With Core audiences, you can build a targeted audience directly through the Facebook portal. To do this, use Facebook’s wide array of user filters. For many businesses, the most important of these is the location filter. With it, you can limit the reach of your ad to people in your immediate geographic area. For many small businesses, brick-and-mortar sales constitute most or all of their revenues. If this is the case, it’s probably best to focus only on those Facebook users within driving distance of your location(s).

Custom Audiences

Custom audiences are the contacts you’ve already acquired through other, non-Facebook means. These could be website visitors, current customers, mobile users, etc. Wherever they happen to come from, it’s always a good idea to connect with them further on Facebook, where almost all of them already likely spend time.

Lookalike Audiences

Lookalike audiences let you use your current customer base as the inspiration and guide for your growth. To start, choose an existing Custom Audience grouping. (It’s worth noting that this group will need to contain at least 100 members.) Then, choose the size of your Lookalike Audience. A smaller one will be able to more closely match the demographic tendencies of the source group; a larger one will increase the potential reach of your ads, but will leave room for more deviation from the source. These can be extremely helpful and flexible – you can create up to 500 Lookalike Audiences from a single source.

Attaching a Pixel

Facebook describes its Pixel as “a piece of code for your website that enables you to measure optimize and build audiences for your ad campaigns.” Since cross-platform marketing is such a vital part of building a digital presence, this tool helps you connect the dots between your website and your social media presence.You can do this by measuring the different touchpoints a customer engages in before finally making a purchase. Maybe they read a blog post on their phone one day, check out your About Us page from their office computer the next, and then finally give you a call to speak to a representative on the third day. It’s important to track how these different touchpoints correlate and build into an eventual conversion.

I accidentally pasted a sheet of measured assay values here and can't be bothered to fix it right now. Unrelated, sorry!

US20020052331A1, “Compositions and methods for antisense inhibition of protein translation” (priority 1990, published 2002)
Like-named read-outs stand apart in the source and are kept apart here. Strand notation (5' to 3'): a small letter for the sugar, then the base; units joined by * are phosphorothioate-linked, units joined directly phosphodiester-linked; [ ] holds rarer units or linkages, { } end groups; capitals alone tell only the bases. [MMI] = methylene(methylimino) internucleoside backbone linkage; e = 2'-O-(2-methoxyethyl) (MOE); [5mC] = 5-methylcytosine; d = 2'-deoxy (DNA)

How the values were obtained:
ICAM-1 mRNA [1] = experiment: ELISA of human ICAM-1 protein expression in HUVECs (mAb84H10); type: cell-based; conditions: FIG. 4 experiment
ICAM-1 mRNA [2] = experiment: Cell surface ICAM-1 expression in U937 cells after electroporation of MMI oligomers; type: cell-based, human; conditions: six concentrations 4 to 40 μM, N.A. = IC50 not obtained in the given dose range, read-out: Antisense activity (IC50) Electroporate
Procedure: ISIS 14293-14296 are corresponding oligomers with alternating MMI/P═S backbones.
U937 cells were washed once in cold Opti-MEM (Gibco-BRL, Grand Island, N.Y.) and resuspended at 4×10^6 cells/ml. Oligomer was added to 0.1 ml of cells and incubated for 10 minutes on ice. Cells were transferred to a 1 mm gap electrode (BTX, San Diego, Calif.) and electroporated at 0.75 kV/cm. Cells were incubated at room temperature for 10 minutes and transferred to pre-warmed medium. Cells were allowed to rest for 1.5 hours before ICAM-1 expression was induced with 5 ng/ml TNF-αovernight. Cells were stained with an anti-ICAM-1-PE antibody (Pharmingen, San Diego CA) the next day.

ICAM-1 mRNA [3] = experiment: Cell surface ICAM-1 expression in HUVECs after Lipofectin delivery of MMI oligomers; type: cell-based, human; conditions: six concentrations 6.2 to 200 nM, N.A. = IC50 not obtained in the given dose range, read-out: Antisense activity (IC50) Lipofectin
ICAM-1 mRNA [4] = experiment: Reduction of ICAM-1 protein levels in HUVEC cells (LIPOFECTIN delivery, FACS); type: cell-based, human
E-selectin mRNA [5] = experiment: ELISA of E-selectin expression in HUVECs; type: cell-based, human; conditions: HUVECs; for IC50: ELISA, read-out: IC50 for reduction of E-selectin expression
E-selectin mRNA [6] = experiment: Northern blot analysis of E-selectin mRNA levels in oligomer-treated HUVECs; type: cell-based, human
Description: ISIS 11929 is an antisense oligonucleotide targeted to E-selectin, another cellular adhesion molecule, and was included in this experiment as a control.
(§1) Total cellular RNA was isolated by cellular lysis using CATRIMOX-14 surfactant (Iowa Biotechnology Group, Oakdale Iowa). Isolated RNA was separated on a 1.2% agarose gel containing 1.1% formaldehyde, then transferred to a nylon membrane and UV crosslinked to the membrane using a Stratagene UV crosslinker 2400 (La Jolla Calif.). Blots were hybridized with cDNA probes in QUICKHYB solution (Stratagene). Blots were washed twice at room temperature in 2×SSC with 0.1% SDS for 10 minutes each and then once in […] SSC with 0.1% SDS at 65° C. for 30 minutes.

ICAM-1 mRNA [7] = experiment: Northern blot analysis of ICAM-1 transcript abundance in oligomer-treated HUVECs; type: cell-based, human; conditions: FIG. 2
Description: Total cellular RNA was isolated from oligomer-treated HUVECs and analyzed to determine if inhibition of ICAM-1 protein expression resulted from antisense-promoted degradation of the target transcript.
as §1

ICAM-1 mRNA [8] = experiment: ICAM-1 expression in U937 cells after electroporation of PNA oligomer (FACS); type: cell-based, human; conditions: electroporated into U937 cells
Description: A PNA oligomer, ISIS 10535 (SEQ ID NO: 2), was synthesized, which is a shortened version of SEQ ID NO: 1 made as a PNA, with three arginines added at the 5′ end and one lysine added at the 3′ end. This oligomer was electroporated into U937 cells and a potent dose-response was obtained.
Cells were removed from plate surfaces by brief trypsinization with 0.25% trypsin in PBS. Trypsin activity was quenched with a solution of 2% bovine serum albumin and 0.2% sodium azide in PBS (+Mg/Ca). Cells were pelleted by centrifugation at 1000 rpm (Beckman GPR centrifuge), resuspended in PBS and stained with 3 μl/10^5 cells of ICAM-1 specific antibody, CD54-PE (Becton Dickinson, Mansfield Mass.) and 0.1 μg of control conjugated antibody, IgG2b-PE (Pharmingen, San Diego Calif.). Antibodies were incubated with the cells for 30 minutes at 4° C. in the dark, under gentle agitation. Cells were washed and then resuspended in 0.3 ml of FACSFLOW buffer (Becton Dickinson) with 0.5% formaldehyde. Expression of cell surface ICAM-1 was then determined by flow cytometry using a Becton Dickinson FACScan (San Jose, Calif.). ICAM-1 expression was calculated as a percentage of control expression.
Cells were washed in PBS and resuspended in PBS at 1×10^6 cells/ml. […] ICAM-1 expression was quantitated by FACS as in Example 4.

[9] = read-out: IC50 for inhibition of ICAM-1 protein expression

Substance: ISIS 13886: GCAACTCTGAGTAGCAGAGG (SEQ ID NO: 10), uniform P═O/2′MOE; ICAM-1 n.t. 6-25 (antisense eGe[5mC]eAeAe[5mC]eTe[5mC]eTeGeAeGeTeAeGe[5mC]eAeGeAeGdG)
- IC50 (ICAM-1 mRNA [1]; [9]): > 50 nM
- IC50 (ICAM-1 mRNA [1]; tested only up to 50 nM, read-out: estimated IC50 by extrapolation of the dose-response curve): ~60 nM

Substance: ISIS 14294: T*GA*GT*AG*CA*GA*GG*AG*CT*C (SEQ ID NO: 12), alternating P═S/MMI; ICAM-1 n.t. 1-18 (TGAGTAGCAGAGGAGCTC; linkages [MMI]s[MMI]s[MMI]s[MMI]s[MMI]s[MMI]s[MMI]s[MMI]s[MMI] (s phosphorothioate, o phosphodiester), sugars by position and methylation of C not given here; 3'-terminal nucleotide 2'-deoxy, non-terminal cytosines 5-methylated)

Also, Pixel is part of the targeting process for your Facebook ads. It lets you show your ads in the News Feeds not just of people who fit the demographic profile of your buyer personas, but those who’ve viewed your website. This way, you can be sure that your carefully crafted ad is landing with people who’ve demonstrated some initial interest.

Budgeting And Scheduling

Facebook recommends a default daily spend of $20.00 for their ads. You should adjust this based on your overall marketing budget. It’s important to note that for a daily budget, the max you set will be for each individual day. For a lifetime budget, the amount you set will refer to the overall, “lifetime” spend of the ad.

Once you’ve done this, it’s time to set the schedule. Like most things in digital marketing, Facebook Ads aren’t a “set it and forget it” endeavor. You may have some initial assumptions about what time of day will work best, but it’s important to stay flexible and make decisions based on the data. There are helpful reports on social media usage trends, so these are a good starting place. Remember though, your audience is unique and autonomous. Once you start seeing your own results roll in, it’s important to adapt to any trends you may see.

At this point, you’re ready to set your ad(s) live!

Remember, the most important benefit of Facebook advertising is improved targeting: getting the right message in front of the right eyes. The more consistently you’re able to tweak and manage your ad campaigns, the more you’ll get out of them.

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About The Author:Mike Whitney
Mike is an Inbound Marketing Specialist at Mainstreethost, a digital marketing agency in Buffalo, NY. Besides writing about marketing, he enjoys old movies, live music, and the Buffalo Bills.